“Hi, I’m Jaclynn, and I’m a travel blogger from Singapore”
So I just spent 3 days clearing time off from work, most of it spent smiling at strangers and giving out my namecard, all in a day’s work for a travel blogger visiting travel trade shows like ITB Asia to do a little networking.
I’ve introduced myself as a travel blogger so many times that it’s started to sound funny, the way a word makes less and less sense the more you repeat it. I’ve had 5 years to figure out the elevator spiel for a quick introduction or me and my blog, but it still takes me some time to really warm up and say hello to a complete stranger without tripping over my words.
I was approaching tourism folk from regions I’m interested in exploring more of next year – Europe, South America and of course Asia close to home – and it got me thinking a little bit about my travels as a travel blogger. My recent travels have largely been influenced by my blogging activity, through press trips opportunities or just hearing about new places. Like I might not have even known Gippsland existed if I never met the Destination Gippsland folk at a networking event, and I never would have ventured outside of Melbourne on an epic road trip. Ho Chi Minh City wasn’t quite on my radar either until VietJetAir showed me that it could make for a fun quick weekend getaway.
But you don’t have to be a travel blogger to travel, and most people do just that – travel to all sorts of places around the world without feeling the need to tell everyone else about it, the so-called ‘real’ travellers. On rare days that I despair at the state of my blog, I sometimes wonder – how and why did I end up on this path? Blogging is hard work, and I’ve invested a whole lot of time, money and effort into running my blog. Do I do it to feed my own narcissism? Am I really just out to score free trips?
Blogging for me began and still remains the main way for me to get my thoughts out coherently – there is more of an impetus to make sense when you have an audience reading versus secret scribbles in a private journal (I have more than a handful of unfinished travel journals on hand where my enthusiasm peters out at the end as proof). I spend a lot more time on blog posts and I am a little obsessive at getting the details right, because it’s not just me reading and there is an obligation to represent myself well and not misinform other people. And ultimately when I have the chance to look back, I am glad for the effort I put into putting together my thoughts and memories.
I also pay much more attention now as a blogger – left to my own devices I’m really quite a lazy person (the Singlish term would be ‘damn nua’, which is a description that ‘lazy’ or any other English description doesn’t quite encompass properly). But travel blogging makes me plan my trips and not leave the details to others to settle, it makes me pay attention to things which I might have been content to ignore if I didn’t have the instinctual ‘this might make for good content’ thought at the back of my mind. And it makes me more inclined to talk to others and interact and discover stories that I might have missed being my usual introverted self.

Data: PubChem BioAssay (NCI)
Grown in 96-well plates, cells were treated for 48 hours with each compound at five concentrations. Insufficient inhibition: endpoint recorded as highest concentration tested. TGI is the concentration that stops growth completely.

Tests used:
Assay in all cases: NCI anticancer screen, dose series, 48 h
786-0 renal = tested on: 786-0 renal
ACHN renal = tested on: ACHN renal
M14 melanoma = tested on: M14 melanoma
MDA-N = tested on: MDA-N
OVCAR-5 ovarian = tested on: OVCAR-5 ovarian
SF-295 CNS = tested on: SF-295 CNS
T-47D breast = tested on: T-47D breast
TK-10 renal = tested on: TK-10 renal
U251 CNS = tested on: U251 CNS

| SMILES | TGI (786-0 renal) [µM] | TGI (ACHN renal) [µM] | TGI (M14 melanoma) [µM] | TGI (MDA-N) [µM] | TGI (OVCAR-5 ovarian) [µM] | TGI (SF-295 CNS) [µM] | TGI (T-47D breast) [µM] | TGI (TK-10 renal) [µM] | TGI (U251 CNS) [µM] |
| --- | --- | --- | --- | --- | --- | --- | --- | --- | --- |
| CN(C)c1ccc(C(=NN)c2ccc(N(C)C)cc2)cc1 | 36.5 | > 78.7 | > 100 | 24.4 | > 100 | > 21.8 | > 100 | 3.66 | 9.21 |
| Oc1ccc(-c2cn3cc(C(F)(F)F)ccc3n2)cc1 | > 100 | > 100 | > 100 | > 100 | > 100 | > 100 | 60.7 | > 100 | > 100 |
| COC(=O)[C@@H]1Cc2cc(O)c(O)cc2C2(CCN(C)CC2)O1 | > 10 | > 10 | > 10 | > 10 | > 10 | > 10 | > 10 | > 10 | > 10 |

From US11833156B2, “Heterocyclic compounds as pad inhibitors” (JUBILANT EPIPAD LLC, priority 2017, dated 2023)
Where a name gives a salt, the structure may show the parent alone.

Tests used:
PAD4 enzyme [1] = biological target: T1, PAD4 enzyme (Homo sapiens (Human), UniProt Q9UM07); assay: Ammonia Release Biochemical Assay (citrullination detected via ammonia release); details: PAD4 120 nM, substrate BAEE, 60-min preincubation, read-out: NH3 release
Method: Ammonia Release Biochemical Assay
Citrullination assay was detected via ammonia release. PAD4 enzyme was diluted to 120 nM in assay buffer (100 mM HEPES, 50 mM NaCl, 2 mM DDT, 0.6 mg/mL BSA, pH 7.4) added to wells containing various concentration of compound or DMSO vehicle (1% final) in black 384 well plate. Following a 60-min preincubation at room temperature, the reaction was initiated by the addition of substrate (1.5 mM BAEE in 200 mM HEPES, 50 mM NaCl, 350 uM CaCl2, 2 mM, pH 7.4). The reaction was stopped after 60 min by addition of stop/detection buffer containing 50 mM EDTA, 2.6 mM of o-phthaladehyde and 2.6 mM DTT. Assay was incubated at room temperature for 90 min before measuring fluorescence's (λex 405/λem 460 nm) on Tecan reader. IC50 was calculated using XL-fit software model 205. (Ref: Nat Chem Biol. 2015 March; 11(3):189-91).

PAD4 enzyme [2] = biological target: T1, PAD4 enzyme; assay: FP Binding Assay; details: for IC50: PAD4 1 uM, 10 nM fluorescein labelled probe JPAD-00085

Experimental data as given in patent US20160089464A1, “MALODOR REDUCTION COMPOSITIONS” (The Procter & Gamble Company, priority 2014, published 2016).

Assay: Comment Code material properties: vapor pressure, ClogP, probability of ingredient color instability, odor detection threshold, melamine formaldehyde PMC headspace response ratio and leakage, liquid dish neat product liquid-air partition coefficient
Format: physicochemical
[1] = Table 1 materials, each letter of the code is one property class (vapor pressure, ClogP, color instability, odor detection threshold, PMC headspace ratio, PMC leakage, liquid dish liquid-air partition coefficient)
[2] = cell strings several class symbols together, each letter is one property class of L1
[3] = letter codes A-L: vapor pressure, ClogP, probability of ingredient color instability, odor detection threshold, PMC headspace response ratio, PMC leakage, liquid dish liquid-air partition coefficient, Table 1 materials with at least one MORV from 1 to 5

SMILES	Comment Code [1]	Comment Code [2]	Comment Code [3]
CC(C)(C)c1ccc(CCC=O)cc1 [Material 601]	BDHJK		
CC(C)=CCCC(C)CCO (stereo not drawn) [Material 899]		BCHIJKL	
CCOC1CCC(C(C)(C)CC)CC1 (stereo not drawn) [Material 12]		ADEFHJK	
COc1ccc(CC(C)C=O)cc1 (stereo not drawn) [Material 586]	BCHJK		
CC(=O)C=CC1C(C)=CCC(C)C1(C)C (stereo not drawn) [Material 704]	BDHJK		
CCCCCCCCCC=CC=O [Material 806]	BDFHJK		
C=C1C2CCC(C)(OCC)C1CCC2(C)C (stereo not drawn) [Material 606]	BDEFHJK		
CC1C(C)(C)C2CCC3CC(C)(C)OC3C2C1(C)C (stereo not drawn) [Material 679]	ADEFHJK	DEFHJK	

I’ve reached people I would never have known because of my blog, and whether it’s someone leaving a comment or grabbing a drink with me, I can’t help at marvel how this little space on the internet has somehow managed to connect me with the rest of the world.
Also, I have much, much better photos of my trips now. I’ll never be some professional DSLR-toting photojournalist, but it is nice looking back at my recent trips and seeing good pix that I took on my own. That probably wouldn’t have changed if I didn’t start blogging – I was always a little trigger happy with the camera, but never that concerned about the actual quality of my pix.
But my style as a travel blogger has evolved in the 5 years (!) that I’ve been blogging, and while I’ll probably keep experimenting to see what works best, the thing that will never change is that my travel blog is always gonna be reflective of me, whether or not I remain an occasional traveller (gasp) or somehow make the jump to doing it as a business. Authenticity is essential, and most people can tell whether you are putting it on or not.
In the meantime I’m just gonna keep chugging along – thanks again everyone who’s been supportive of this lil’ ol’ travel blogger’s journey, whether I’ve made you take multiple jumpshots of me on trips or someone who’s shared a blogpost with a friend!
How do you like to travel? Head this way to learn more about How I Travel and see how similar or different it is from your own style.